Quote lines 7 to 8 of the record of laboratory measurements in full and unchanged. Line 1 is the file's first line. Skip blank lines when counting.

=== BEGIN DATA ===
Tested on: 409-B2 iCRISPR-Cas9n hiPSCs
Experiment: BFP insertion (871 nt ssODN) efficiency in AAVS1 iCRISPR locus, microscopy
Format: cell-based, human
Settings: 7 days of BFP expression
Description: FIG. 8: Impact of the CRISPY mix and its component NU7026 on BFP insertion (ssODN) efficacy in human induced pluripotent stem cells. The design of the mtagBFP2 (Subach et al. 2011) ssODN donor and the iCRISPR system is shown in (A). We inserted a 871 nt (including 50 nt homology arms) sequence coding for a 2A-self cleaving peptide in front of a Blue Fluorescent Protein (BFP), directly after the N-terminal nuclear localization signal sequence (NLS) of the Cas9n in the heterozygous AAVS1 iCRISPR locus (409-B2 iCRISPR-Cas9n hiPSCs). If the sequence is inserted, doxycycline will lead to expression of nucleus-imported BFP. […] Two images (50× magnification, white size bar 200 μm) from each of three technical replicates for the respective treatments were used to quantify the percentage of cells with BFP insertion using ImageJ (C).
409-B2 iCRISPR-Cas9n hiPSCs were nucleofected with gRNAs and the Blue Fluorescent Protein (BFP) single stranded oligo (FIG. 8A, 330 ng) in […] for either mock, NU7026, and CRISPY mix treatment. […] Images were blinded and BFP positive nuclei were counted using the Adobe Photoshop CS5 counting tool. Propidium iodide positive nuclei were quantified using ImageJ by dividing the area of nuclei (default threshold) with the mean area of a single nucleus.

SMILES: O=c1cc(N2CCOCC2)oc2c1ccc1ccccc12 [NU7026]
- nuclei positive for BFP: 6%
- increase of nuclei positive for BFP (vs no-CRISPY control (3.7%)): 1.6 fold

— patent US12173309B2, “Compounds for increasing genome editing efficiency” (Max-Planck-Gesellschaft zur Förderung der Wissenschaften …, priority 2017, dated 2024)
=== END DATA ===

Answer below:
SMILES: O=c1cc(N2CCOCC2)oc2c1ccc1ccccc12 [NU7026]
- nuclei positive for BFP: 6%